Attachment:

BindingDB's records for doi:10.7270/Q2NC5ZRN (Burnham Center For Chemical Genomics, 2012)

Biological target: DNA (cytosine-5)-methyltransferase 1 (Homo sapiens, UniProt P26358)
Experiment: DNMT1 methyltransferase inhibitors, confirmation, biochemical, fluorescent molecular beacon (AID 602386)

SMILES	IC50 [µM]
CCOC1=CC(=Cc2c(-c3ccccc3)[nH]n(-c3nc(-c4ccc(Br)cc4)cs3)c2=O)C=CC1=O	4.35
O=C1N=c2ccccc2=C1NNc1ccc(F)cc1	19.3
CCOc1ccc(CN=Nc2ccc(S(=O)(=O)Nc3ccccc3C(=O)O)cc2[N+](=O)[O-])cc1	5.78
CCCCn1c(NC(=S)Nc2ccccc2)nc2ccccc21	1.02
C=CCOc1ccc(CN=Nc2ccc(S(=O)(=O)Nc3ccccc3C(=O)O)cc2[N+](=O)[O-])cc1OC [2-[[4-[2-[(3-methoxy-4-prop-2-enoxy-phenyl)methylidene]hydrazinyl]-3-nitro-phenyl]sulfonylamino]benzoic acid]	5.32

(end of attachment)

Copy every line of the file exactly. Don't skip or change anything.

BindingDB's records for doi:10.7270/Q2NC5ZRN (Burnham Center For Chemical Genomics, 2012)

Biological target: DNA (cytosine-5)-methyltransferase 1 (Homo sapiens, UniProt P26358)
Experiment: DNMT1 methyltransferase inhibitors, confirmation, biochemical, fluorescent molecular beacon (AID 602386)

SMILES	IC50 [µM]
CCOC1=CC(=Cc2c(-c3ccccc3)[nH]n(-c3nc(-c4ccc(Br)cc4)cs3)c2=O)C=CC1=O	4.35
O=C1N=c2ccccc2=C1NNc1ccc(F)cc1	19.3
CCOc1ccc(CN=Nc2ccc(S(=O)(=O)Nc3ccccc3C(=O)O)cc2[N+](=O)[O-])cc1	5.78
CCCCn1c(NC(=S)Nc2ccccc2)nc2ccccc21	1.02
C=CCOc1ccc(CN=Nc2ccc(S(=O)(=O)Nc3ccccc3C(=O)O)cc2[N+](=O)[O-])cc1OC [2-[[4-[2-[(3-methoxy-4-prop-2-enoxy-phenyl)methylidene]hydrazinyl]-3-nitro-phenyl]sulfonylamino]benzoic acid]	5.32